Plans for a 750-acre solar farm in the Mendlesham, Wickham Skeith and Thwaite area of mid Suffolk have been met with concern from local councillors.

The site, by Elmya Energy UK Ltd, would produce 200MW of electricity and would cover an area equivalent to 425 football pitches.

But Mid Suffolk District Council has asked for more clarification from the developer, expressing concerns the plans lack detail.

East Anglian Daily Times:

Andrew Stringer, cabinet member for heritage, planning, and infrastructure, said: “Mid Suffolk will not have the final say on whether this application is approved. But on behalf of the communities we serve, we do want answers from the developer.

“For example, where would this solar farm connect to the grid, and what infrastructure would be required?

"The developer says they have a secured grid connection from 2031, but where? This is crucial detail. If it is relying on linking to the proposed new row of pylons between Norwich and Tilbury, this doesn’t even have government approval.”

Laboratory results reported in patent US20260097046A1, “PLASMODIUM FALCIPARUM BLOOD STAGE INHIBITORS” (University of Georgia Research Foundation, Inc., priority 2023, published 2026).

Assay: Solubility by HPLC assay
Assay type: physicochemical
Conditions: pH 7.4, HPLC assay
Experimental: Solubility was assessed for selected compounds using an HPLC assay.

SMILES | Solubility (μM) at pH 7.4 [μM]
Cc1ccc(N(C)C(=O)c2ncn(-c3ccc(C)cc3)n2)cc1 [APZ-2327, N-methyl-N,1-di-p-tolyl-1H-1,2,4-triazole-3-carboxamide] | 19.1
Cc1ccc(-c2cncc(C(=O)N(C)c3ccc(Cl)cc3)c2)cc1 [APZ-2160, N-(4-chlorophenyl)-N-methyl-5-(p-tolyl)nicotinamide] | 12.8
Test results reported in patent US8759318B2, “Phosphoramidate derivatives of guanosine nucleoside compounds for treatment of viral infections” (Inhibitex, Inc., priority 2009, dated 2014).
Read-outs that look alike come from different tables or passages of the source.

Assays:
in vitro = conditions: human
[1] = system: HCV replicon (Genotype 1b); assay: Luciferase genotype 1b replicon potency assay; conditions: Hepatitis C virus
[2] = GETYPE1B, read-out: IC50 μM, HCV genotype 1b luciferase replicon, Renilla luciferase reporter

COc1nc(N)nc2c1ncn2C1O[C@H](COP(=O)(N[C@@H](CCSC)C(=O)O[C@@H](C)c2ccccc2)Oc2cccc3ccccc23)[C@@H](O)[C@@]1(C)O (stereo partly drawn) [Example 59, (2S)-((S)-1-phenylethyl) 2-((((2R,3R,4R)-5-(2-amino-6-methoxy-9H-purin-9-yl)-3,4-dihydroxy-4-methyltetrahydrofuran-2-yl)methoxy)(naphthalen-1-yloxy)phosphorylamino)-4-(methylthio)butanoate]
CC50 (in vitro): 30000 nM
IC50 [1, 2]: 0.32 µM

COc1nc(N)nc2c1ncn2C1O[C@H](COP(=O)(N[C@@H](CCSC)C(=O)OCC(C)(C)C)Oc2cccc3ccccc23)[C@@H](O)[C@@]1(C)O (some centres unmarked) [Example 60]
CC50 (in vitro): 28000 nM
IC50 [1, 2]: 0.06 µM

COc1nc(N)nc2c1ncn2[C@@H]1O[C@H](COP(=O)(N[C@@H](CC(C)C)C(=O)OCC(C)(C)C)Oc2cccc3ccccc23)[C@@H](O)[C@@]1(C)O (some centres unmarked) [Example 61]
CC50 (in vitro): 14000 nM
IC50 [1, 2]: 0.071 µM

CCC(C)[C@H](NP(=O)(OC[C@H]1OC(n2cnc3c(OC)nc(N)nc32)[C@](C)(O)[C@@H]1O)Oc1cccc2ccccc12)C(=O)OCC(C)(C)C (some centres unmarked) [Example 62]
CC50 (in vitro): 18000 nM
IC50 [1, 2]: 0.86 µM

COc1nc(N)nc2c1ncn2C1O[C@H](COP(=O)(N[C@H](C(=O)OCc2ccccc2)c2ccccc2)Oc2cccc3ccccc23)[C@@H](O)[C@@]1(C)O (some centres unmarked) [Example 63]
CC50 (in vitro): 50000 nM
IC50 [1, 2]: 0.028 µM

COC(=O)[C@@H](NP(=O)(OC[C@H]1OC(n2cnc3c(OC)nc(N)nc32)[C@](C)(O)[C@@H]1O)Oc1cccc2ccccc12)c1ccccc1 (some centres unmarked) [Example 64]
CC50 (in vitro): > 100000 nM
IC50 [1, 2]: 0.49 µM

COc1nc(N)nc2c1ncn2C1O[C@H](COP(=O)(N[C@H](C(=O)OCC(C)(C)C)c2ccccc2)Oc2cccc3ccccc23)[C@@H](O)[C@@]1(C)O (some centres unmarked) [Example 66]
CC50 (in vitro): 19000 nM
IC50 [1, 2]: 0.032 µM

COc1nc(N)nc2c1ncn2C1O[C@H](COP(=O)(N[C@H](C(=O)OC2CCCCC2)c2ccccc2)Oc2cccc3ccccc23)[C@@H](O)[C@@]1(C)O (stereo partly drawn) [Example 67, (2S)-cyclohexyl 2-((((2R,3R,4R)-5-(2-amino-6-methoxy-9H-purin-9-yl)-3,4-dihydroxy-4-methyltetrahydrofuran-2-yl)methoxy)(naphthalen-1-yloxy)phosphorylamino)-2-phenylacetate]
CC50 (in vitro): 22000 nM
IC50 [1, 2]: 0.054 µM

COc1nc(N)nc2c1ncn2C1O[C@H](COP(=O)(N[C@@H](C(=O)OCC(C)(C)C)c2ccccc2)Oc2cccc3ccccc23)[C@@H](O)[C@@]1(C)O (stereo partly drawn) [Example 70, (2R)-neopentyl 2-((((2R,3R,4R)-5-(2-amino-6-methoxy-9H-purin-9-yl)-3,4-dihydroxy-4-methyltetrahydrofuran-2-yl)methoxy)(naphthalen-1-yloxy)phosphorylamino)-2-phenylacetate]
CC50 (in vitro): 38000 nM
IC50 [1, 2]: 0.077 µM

The solar farm is considered a Nationally Significant Infrastructure Project, meaning that while local councils will be consulted, it will be the Secretary of State at the Department of Energy and Net Zero who makes the final decision on approval.

The district council has repeated calls for the government to provide a clear national framework for the development of solar farms.

Mr Stringer added: “We do want to see local renewable energy production, which is essential for the country to meet its climate objectives. Our strong preference is ‘roof before rural’ - but national policy does not allow us to compel developers to put solar panels on the roofs of new homes.

“Where solar farms are proposed in the countryside, this must be balanced with protecting the best farmland for food production and our beautiful landscapes. We must also be mindful of the cumulative impact of energy developments on communities.”

Last November, Mid Suffolk District Council leader Andy Mellen said it was crucial a balance was struck between delivering renewable energy and protecting the countryside.

He said: “As a Green-led council we do want to see renewable local energy production, but what's the right amount? And what, perhaps more importantly, is the amount that our communities will accept?

"The National Policy Planning Framework guides our planning decisions, but currently does not adequately protect the best and most versatile farmland.”

No plans for the solar farm have yet been made public, but briefings of local stakeholders have begun.

Elmya Energy is expected to begin consultations this summer, with a view to submit a development consent order in summer 2026.